Esther Hershenhorn is an award-winning Chicago children’s book author.
She coaches children’s book writers and teaches Children’s Book Writing at the Writer’s Studio of the University of Chicago’s Graham School of Continuing Liberal and Professional Studies and the Newberry Library.
Regional Advisor Emeritus of SCBWI’s Illinois chapter, Esther also served two terms on SCBWI’s Board of Advisors. Esther blogs at Teaching Authors. She was interviewed by Elisabeth Norton for the SCBWI Europolitan Conference.
Your intensive at SCBWI Europolitan is titled Rx for Children’s Books Creators: Getting Your Stories Right. Can you tell us more about the idea of the Creator’s Story?
I’d been out and about for quite some time, learning and honing my craft, receiving more than my fair share of “admirable declines,” when I was fortunate to attend – three years in a row – the sadly-no-longer-available Vassar Children’s Book Publishing Program.
That last year, still unpublished, I was thinking about how much Irene and I had in common when the venerable instructor, publisher Barbara Lucas, spoke of The Universal Plotline – the Hero-dash-Heroine, moving forward in scenes of escalating disaster to fulfill a wish/realize a dream/solve a problem until, grown and changed, he or she returns home with something even better than what he or she first sought.
I literally smacked my forehead.
I was traveling the Universal Plotline! That was it!
The inevitable yet surprising satisfactory resolution would someday be mine.
As creatives we are often focused on honing our writing or illustration skills. It sounds like your workshop at Europolitan is going to take that to the next level. How do you think a Creator’s Story intersects with the stories they are creating?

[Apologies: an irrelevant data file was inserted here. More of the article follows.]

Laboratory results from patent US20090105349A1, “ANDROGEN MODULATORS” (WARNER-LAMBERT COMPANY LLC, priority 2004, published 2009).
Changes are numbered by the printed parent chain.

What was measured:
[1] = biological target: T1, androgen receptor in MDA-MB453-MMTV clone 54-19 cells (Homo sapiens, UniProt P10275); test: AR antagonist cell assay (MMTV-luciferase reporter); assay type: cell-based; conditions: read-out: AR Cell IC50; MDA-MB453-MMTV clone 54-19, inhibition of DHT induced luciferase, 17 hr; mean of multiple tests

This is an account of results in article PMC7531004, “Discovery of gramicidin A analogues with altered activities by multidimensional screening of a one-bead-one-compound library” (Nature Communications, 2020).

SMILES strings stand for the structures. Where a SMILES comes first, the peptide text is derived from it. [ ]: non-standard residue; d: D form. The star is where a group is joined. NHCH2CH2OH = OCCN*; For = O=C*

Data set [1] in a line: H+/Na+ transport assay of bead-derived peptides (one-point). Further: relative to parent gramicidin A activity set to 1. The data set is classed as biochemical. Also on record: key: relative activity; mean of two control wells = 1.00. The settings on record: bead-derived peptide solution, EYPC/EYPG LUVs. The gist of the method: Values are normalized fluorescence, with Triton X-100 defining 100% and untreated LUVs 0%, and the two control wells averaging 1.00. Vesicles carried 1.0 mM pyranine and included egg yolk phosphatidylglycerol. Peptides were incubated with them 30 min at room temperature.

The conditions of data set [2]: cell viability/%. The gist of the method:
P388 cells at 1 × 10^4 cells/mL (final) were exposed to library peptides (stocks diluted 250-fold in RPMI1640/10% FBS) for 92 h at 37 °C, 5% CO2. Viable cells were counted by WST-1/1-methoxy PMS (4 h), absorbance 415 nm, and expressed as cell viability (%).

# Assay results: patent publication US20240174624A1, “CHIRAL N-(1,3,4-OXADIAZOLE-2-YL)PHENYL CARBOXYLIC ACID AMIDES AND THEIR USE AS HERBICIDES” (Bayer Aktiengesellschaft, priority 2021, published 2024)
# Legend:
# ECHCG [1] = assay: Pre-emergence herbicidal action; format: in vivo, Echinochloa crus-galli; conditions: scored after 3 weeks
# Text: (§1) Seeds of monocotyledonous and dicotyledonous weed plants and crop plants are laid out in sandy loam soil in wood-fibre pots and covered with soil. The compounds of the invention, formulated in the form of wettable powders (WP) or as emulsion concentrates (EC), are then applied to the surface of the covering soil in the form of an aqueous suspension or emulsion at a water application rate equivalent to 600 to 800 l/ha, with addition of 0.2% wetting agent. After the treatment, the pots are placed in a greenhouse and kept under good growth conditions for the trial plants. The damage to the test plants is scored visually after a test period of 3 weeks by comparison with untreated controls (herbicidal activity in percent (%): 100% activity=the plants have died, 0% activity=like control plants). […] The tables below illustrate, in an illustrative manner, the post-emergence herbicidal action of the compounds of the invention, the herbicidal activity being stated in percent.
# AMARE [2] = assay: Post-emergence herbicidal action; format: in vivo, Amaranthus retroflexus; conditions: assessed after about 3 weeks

As we creators toil to tell our good stories well, it’s good to remember just how in synch we are with our questing characters.
All of us are moving forward on plotlines both physical and emotional, driven by wants/needs/wishes; each of us is acting and re-acting, with accompanying emotions, to overcome the obstacles placed before us.
Award-winning author and superb teacher Marian Dane Bauer believes a writer needs to put his story into the story he’s telling if it’s ever to resound in his reader’s heart – and I agree, wholeheartedly.
Not the actual story, but the emotional import of the story. We strengthen our story’s underpinnings – and heart – when we’re in synch with our characters emotionally.
You are an active teacher, speaker and career coach. What are some of the common issues you find in the manuscripts submitted to you for feedback?
The first time I read a manuscript, I read on behalf of the intended reader – no matter the age. More times than not, the writing in the manuscript sings, and I want to go along, really and truly, but the chinks in the story’s logic push me away, forcing me to exit what John Gardner labeled the requisite continuous dream.
Simply put, the story has holes and I’m not buying it.
The Good News is: returning to a story’s characters to dig even deeper usually solves the problem.
Returning to a story’s characters also solves a second common story problem: the absence of an emotional plotline. There needs to be a reason why we care what happens next, why we want to live inside this story and travel along.
This is true for picture books, early readers, middle grade and YA fiction as well as nonfiction.
If you could only give one piece of advice to an aspiring writer, what would that be?
My advice about craft: read like a writer and write like a reader.
My advice about the journey, because writing is just that: story gifts both the reader and the writer.
Elisabeth Norton was first published at age 16 when she had no idea what an “unsolicited submission” was. Seeing her byline on the subsequently published magazine article ignited her desire for a career as an author.
Once she realized she wanted to write for children, she joined SCBWI and now serves as Regional Advisor for the Swiss region.
Originally from Alaska, she now lives in Switzerland between the Alps and the Jura and writes for middle graders.